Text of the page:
Lucy’s Law has been passed, and will come into effect in England in April 2020! The new legislation is set to ban the sale of kittens and puppies from third parties, requiring buyers to deal directly with breeders. The aim of the law is to put an end to the horrible conditions in puppy farms and kitten farms by cutting out their main source of revenue – third-party sellers.

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Why are third-party sales bad?

Third-party sellers act as intermediaries between breeders and customers, and are typically high street stores, like pet shops. The pet shop trade can rely on cheap pets that are available consistently to meet demand, which could prioritise quantity over quality. With little interest in the animals’ wellbeing, either before they arrive at the store or after they leave, puppies and kittens often come from puppy farms, which can be known for breeding pets in poor, unsanitary conditions.

Health concerns

There are a number of health concerns associated with puppy farms and the practice of third-party selling. Puppies removed from their mothers before weaning commonly suffer from underdeveloped immune systems, leading to some pets being sold already having highly infectious diseases. The process can also lead to behavioural issues, like fear aggression towards other dogs, or even people.

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What will Lucy’s Law do?

Lucy’s Law will outlaw the sale of puppies and kittens by third parties. The ban aims to ensure anybody buying a young pet deals directly with the breeder, rather than a third party. This allows new owners to see the environment their new friend was born and raised in, and aims to eradicate the poor practices of puppy farms by halting their main source of income.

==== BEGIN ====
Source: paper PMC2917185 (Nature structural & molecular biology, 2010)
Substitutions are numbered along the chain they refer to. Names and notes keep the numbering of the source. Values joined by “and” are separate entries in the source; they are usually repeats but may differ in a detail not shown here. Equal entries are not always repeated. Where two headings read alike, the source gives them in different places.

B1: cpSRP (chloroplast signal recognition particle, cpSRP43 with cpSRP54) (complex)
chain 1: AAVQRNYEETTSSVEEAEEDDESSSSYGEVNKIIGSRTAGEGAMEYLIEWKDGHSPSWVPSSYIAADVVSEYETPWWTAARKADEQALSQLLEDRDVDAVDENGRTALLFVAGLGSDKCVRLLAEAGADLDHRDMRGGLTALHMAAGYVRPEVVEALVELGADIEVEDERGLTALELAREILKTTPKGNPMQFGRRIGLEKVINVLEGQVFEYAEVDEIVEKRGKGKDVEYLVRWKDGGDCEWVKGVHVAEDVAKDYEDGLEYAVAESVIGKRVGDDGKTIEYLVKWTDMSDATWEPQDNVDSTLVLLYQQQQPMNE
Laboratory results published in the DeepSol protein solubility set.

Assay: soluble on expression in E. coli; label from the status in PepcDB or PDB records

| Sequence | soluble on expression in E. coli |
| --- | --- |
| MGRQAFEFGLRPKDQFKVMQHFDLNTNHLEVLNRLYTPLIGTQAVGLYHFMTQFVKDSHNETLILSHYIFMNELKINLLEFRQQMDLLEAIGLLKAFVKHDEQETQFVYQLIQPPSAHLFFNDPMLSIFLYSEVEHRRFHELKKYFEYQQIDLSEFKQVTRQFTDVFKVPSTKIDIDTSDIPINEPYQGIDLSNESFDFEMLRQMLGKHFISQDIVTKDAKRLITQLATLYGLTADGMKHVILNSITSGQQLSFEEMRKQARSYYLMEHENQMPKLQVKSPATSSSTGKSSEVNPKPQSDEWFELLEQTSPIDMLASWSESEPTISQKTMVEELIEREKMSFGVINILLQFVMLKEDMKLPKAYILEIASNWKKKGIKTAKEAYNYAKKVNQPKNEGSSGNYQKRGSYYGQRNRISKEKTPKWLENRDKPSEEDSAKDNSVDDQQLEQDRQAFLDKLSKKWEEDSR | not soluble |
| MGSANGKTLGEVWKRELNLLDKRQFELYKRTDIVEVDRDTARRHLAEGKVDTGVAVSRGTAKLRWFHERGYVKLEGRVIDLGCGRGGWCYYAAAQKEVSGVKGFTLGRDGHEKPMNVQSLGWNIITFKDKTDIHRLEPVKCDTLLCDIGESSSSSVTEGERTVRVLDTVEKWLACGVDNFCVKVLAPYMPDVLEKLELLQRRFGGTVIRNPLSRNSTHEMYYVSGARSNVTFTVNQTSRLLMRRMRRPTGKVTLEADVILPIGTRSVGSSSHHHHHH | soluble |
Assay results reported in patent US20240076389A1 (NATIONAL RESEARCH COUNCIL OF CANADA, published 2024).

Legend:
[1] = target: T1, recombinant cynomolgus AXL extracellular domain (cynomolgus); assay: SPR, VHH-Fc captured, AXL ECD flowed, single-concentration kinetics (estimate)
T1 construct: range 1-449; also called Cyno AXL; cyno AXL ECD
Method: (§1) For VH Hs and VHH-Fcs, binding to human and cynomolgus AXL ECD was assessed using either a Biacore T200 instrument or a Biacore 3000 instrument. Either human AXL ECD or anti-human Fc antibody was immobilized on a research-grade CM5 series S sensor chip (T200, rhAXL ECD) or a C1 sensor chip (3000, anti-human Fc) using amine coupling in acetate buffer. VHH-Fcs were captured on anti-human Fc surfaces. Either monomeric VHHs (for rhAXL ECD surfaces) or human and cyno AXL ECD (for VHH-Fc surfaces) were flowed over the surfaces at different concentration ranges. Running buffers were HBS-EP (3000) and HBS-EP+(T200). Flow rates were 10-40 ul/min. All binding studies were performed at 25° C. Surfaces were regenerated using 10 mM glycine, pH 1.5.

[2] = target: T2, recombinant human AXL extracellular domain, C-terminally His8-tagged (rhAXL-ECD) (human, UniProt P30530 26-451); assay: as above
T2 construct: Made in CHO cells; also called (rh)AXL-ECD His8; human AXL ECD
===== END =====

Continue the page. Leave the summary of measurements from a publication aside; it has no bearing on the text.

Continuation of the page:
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Why “Lucy’s Law”?

The campaign was named after a Cavalier King Charles Spaniel, Lucy. Lucy was adopted from a puppy farm in Wales after she was forced to repeatedly give birth under terrible conditions. The five years on the puppy farm gave her a number of issues. Her hips had fused together, and she suffered from a curved spine, bald patches and epilepsy. She was re-homed at five years old by Lisa Garner, and lived a happy three years before passing away in 2016. Now, Lucy’s story has inspired real change in the way animals are treated.

Are you looking to bring a new puppy or kitten into your home? Make sure you do your research, and choose a reputable breeder! The environment should be clean, the animals should appear healthy and well-fed, and be sociable and outgoing. If you are looking to introduce a new furry friend to the family, you might want to think about pet insurance. At The Insurance Emporium, we provide cover for up to £8,000 in Vet’s Fees* on our Dog Insurance and Cat Insurance policies, allowing you to help your canine companion or feline friend should they become unwell. You could even benefit from up to 30% discount^ on a new policy! Walk on down to The Insurance Emporium to find out more.

* Cover up to £8,000 available on lunar monthly or calendar monthly Lifetime Gold policies.

^ The 30% discount is made up of 20% Introductory Discount plus 10% Multi-pet Discount (if appropriate). The Introductory Discount is available for the first 12 premium payments on lunar and calendar monthly policies or one premium payment on annual policies.

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